Last week, IMG announced the cancellation of Toronto Fashion Week, due to lack of commercial and local interest.
"As we continue to evolve our portfolio of fashion events around the world, we've made the decision to no longer produce Toronto Fashion Week," Catherine Bennett, senior vice-president and managing director of IMG Fashion Events & Properties, stated to The Canadian Press.
"We really felt that our Canadian fashion footprint was not generating the local commercial funding that we really required in order for us to continue producing the event to the highest standard that, really, the industry deserves and the designers in Toronto deserve," she noted.
For most business readers it's passing news.
But in reality, the end of Toronto Fashion Week is one of many warning signals presenting a larger issue. The economic impacts for Toronto and Canada are much bigger than they appear.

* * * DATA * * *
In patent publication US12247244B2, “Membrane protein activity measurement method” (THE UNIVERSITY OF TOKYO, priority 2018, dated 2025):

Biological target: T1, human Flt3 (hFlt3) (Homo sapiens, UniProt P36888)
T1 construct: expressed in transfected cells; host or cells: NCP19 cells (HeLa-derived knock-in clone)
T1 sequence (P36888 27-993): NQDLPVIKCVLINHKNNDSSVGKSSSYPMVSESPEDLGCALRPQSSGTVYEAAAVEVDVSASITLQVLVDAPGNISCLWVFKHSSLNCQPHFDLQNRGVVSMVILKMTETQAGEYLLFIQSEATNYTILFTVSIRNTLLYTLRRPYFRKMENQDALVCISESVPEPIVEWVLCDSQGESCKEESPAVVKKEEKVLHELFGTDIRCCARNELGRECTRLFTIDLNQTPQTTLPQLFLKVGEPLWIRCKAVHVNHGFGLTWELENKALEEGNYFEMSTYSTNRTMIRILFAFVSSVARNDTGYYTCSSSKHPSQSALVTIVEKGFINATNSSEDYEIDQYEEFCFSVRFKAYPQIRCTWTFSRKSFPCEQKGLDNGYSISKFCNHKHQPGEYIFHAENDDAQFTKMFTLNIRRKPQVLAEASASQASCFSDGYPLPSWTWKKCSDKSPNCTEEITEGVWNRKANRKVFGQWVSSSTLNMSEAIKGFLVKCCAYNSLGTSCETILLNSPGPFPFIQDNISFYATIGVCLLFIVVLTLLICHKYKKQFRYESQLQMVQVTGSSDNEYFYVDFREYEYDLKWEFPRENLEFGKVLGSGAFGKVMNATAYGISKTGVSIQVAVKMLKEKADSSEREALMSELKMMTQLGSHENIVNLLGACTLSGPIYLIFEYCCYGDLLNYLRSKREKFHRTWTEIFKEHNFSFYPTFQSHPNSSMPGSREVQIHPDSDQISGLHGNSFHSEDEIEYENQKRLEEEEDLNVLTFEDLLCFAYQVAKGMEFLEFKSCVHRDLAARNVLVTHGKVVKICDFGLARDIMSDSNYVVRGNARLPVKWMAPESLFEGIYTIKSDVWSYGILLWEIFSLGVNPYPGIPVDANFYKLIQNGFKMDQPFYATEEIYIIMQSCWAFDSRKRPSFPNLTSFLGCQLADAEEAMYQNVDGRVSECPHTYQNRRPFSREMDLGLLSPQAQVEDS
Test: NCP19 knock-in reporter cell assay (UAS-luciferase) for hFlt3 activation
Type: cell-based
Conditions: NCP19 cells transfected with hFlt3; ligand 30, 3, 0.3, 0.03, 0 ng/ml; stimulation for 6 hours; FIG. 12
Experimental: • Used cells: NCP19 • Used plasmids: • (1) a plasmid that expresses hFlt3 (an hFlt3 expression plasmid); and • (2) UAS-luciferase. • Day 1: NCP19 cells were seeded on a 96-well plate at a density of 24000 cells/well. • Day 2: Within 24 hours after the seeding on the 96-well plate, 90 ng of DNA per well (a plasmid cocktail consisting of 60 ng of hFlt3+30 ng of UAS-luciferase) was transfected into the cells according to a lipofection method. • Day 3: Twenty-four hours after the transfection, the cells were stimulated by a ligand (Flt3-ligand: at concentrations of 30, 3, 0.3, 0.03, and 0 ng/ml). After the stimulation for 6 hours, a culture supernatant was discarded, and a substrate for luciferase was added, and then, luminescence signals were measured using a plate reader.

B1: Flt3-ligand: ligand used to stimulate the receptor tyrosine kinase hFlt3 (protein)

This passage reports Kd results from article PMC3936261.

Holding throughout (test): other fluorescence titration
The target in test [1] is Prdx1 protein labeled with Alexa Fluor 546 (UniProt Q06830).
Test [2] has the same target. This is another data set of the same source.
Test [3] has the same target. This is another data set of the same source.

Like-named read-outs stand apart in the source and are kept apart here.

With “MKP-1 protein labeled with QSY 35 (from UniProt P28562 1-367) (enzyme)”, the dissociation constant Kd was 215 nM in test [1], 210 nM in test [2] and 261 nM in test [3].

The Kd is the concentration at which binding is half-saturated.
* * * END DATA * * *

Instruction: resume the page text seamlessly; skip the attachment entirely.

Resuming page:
Toronto (like many other cities) tends to undervalue local 'fashion' commerce as a real source of creative, technological and manufacturing growth and innovation.
Only recently have world-class cities like New York realized the economic importance of reviving and rebuilding the local fashion industry after the 1990s saw most garment districts in North America shut down and moved offshore to achieve cost savings from labour arbitrage.
In 2014, a Harvard Business Review (HBR) article explored the geographic importance of New York's Garment District in relation to the local fashion economy and industry.